Modernizing The Console Stereo
By James Grahame
Robin Cooksley recently contacted us with news of his audio furniture business. He explains, "I am trying to start a furniture making business specializing in retro audio equipment, one of my ideas is to make retro record player units, like the old ones where the record player was under a lift up lid and the speakers were integrated into the unit. The units can be fully customized to the size of audio equipment being placed in them, have ipod docs etc etc and be made out of the wood of choice for the purchaser. I would love to hear from you guys as to what you think, I think it is pretty groovy and original, well originally retro."
It should come as no surprise that I'm a huge fan of stylish systems like the Clairtone Project G and even the homey Magnavox Astro-Sonic Solid-State models. Their appeal is straightforward -- a piece of furniture is much easier to blend into a room than a stack of modern stereo components.
Robin's audio furniture wraps the components of your choice in a hand-crafted cabinet that evokes classic design of the 1960s. Each console can be customized to fit the buyer's needs. He explains, "The doors of each unit are carved into waves to give a really cool 3 dimensional feel to it and there is also some classic dovetail joinery incorporated. The unit in the photo is made of walnut with the internal cabinet made of baltic birch plywood. I could make the unit in Ash (light color) Oak (medium) or Walnut (dark) for around the same price."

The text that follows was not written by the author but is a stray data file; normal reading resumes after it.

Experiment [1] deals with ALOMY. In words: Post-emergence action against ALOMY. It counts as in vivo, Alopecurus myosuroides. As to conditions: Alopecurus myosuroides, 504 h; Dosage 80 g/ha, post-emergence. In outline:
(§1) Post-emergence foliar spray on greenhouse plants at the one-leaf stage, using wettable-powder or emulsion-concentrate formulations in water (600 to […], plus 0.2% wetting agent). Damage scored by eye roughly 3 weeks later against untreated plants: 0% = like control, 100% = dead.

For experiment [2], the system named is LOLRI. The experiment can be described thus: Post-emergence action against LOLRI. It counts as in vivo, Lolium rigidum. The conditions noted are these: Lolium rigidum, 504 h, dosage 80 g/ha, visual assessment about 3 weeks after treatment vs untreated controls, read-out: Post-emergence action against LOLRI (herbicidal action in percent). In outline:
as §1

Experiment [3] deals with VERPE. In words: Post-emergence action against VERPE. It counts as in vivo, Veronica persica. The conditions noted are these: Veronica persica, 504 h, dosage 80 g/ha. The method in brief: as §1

The speaker mounts in the prototype are approximately 20" wide by 10" high and 17" deep, and there are two shelves behind the middle door that fit standard 17" components. Additional shelves can be added as required. Overall, the unit measures 60" wide by 18" deep by 30" tall and weighs 160 lbs.
He estimates the price will be around $1800. That's expensive by Ikea standards but reasonable when you consider the hundreds of hours of labour required to craft a piece of custom furniture.
So what do you think? Do you have any ideas to help Robin get his venture off the ground?